# eSET Online exams to test basic proficiency now available

#### Lafalot

##### Active Member
eSET - Essential Skills for Entertainment Technicians

In case you hadn't heard or seen, the first of the eSET exams are online now - Rigging, Lighting and Electrics and Costuming. eSET is like ETCP for "emerging professionals" and "novice employees". It is a certification program.

There is a Basic Terms & Safety exam that has to be taken before any other exam. It's free. Then any subject exam is $40. The cost of the online exam includes a practical exam as well. Right now the practical will launch at USITT in Salt Lake City in March. There's a neat terminology app available for download for Apple devices at the iTunes store (eSET by USITT). One for Droid will be available soon. Would love to hear when someone gets certified! #### burgherandfries ##### Member I took the prerequisite course this morning. I'm hoping to get my company to pay for additional testing for me and my employees. My one main question is, are the testing sessions after USITT planned yet? Will we be able to take them within our USITT regions or is it going to require major travel? Unfortunately, it looks like my company won't be able to send us to SLC this year. It's good to note for people looking at taking the tests, your first course is$40 but the site says that you'll receive a code to get a second course 50% off. \$60 for rigging and electric safety certifications, however basic they may be, is a worthwhile investment if you ask me.

I also have to say, the test isn't the strongest in my opinion. Some of the questions had clever choices that actually made me laugh while others seem like they were written for specific venues, companies or regions.

#### TheaterEd

##### Renaissance Man
Fight Leukemia
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Which of the following dust materials presents the most serious health hazard to scenic artists creating faux texture on set walls?​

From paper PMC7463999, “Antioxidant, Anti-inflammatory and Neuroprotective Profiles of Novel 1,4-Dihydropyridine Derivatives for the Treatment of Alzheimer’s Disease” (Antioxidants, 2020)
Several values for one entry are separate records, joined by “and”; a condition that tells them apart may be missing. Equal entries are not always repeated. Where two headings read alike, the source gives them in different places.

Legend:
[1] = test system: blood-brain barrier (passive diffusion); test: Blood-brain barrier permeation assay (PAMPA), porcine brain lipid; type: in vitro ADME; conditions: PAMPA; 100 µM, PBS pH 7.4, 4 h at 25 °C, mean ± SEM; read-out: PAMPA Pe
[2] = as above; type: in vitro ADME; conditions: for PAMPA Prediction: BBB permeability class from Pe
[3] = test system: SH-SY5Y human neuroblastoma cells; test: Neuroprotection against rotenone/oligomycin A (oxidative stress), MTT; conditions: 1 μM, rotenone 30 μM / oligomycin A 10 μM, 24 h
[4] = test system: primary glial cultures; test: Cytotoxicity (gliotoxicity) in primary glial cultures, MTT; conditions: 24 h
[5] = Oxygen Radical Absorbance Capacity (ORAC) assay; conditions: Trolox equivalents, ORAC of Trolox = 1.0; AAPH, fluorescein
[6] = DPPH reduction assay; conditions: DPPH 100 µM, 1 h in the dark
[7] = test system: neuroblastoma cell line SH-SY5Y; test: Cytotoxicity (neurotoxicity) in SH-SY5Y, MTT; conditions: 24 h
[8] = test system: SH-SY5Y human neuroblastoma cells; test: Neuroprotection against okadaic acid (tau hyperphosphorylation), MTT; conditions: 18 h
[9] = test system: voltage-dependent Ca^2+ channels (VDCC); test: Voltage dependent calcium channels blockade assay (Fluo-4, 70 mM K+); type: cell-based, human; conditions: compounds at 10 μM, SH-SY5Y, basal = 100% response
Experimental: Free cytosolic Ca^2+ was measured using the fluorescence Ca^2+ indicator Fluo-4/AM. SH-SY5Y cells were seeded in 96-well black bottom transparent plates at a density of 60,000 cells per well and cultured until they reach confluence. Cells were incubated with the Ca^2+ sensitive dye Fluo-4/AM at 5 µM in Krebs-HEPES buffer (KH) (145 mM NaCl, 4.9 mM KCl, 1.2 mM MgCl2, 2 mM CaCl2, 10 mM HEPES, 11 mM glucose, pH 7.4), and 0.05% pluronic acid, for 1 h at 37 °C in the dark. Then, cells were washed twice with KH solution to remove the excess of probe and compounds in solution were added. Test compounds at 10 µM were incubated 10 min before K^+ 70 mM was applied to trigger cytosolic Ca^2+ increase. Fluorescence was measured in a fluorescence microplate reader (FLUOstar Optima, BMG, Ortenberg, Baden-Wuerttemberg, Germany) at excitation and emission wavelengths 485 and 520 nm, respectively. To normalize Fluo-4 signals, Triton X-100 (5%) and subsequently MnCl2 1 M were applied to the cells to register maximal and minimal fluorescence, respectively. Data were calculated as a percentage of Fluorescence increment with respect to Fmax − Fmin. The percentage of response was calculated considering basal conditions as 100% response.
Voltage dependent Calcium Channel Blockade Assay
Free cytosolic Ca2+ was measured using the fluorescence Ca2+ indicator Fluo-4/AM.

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A)​
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Crystalline silica from the powdered cement mix they are using to create the coating​
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B)​
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Dust being stirred up by electricians searching for the 14” scoop lights in the trap room below the stage with the pit elevator down​
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[TR][TD="width: 30, align: left"]
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C)​
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Sawdust from the carpenters who are building a staircase 10 feet away​
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[TR][TD="width: 30, align: left"]
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D)​
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Glitter spilled by the costume intern stenciling trim onto the sleeve edges of 40 chorus robes​
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This one made me chuckle a bit...

I have to agree that the test seems kinda specific to some venues. Also, apparently I don't know much about closed respirators or union rules....

That said, I have my HS Tech Theater class final today. We were going to just watch some youtube videos since we are already done, but now I have a new Idea